Downloads: Free Remote Support: Click here  Remote Monitoring: Click here

News

<a href="/news/attack-on-apache-opens-up-malware-risk" title="Attack on Apache Opens up Malware Risk">Attack on Apache Opens up Malware Risk</a>
Posted on: 02 May 2013 

Posted By: Site Admin

Attack on Apache Opens up Malware Risk

 
 

Apache, the world’s most popular HTTP server software, serving over 63 percent of all active websites, has been attacked by malware that is increasingly showing up in the wild, according to a new report by The Register.

Dubbed Linux/Cdorked A, the malware has been revealed by welivesecurity as a “sophisticated and stealthy backdoor meant to drive traffic to malicious websites,” and functions as a modified httpd file, redirecting HTTP requests to the now infamous Blackhole exploit packs that have mostly affected the Russian region over the past couple of years.

The Register reports that victims are being redirected to what appears to be the original URL, with base64 code added so that users are not redirected a second time. Linux/Cdorked A is has been heralded by welivesecurity as “one of the most sophisticated Apache backdoors we have seen so far,” affecting hundreds of servers and leaving no trace on a hard drive other than the modified httpd file. In fact, everything else that exists does so in just 6 MB of shared memory, making analysis difficult. Configuration is being pushed through obfuscated HTTP requests not logged by Apache, meaning no command and control information that can be used for analysis can be found.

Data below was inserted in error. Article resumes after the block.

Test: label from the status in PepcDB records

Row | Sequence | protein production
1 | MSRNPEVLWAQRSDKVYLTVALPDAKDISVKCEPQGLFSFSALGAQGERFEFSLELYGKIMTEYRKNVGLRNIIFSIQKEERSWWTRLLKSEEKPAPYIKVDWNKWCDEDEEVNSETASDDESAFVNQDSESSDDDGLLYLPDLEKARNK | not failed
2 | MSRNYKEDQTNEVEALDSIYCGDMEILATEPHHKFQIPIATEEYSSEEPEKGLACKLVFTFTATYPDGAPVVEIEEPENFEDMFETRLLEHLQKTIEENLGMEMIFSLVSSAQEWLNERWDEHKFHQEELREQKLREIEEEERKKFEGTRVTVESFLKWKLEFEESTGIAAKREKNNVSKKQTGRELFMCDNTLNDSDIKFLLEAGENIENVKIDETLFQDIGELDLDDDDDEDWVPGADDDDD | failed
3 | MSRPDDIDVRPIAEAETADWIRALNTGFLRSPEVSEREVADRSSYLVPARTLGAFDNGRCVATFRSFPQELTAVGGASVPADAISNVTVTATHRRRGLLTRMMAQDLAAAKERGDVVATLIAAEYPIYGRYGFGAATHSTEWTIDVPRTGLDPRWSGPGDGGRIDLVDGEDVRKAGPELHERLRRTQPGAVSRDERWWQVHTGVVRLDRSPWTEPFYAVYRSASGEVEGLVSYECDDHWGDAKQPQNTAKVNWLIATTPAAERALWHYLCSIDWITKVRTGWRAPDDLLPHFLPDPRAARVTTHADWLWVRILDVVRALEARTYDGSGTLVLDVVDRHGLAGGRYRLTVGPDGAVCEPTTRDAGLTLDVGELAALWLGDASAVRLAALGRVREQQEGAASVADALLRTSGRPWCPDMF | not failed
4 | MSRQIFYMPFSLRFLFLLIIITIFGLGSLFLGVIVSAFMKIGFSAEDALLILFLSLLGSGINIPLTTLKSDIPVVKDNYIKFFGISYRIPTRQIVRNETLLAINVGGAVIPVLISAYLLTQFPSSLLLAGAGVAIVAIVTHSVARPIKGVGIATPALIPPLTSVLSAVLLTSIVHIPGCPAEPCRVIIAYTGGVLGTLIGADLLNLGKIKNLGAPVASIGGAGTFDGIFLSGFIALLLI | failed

23 two-character hex bytes have been identified by analysis thus far and it is believed that redirected URLs are being sent to the back door using a method whereby those commands are invoked by a POST command to a URL that includes a “SECID=” cookie header.  The Reg lists other commands capabilities as setting redirection conditions, whitelisting user agents, and blacklisting IP addresses to avoid detection

System administrators are being urged to check servers and verify that they are not affected by this threat and welivesecurity has published a Python tool to help users check configurations.

Staying Vigilant

To the average office computer user, all of this can seem terribly complicated; however, it is important to be vigilant where any form of malware is concerned. To protect your systems from this, and other, malware threats, you should ensure that your office computers are protected with Cloud Web Security.

ITWiser’s Cloud Web Security solution employs state-of-the-art antivirus, antiphishing, and an antispyware and malware engine to provide unparalleled protection from malicious content. It also allows the monitoring of staff internet usage to prevent employees from accessing unnecessary websites.

Linux/Cdorked A has proven just how complex malware has become. Do not let yourself fall victim to attack; get in touch with ITWiser about Cloud Web Security today. 


 
The Register